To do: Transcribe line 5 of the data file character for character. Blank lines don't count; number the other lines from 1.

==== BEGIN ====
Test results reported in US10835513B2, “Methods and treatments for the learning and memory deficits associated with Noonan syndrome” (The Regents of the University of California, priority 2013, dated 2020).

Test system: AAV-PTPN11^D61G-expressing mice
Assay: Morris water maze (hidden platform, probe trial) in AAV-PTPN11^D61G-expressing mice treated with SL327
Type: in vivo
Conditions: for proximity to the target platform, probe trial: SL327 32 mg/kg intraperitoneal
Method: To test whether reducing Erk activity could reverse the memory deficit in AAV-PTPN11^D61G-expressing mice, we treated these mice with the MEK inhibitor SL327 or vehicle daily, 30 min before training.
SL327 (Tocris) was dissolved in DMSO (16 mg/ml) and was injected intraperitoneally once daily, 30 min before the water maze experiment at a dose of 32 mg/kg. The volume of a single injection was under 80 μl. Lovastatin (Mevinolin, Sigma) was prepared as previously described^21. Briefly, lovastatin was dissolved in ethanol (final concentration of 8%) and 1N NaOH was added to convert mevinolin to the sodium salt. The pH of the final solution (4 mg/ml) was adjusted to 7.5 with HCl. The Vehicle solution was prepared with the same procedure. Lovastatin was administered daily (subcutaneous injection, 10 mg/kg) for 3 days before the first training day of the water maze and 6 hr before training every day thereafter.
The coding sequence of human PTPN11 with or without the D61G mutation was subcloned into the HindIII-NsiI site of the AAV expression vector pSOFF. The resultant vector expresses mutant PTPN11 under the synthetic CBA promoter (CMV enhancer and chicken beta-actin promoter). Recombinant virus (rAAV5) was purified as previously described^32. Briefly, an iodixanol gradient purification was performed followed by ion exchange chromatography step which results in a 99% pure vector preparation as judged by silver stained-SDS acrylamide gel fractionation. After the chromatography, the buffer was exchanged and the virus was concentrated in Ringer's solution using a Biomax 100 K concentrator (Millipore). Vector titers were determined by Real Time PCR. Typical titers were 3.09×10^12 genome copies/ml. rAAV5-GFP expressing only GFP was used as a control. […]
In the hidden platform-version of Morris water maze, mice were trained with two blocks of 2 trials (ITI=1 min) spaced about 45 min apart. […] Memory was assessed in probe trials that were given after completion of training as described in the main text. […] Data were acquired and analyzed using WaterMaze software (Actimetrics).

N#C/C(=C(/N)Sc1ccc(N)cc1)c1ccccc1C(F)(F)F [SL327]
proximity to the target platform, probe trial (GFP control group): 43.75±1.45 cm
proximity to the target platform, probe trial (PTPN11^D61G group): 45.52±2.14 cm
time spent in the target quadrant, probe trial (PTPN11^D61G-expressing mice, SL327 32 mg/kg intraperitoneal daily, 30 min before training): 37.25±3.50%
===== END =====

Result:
Conditions: for proximity to the target platform, probe trial: SL327 32 mg/kg intraperitoneal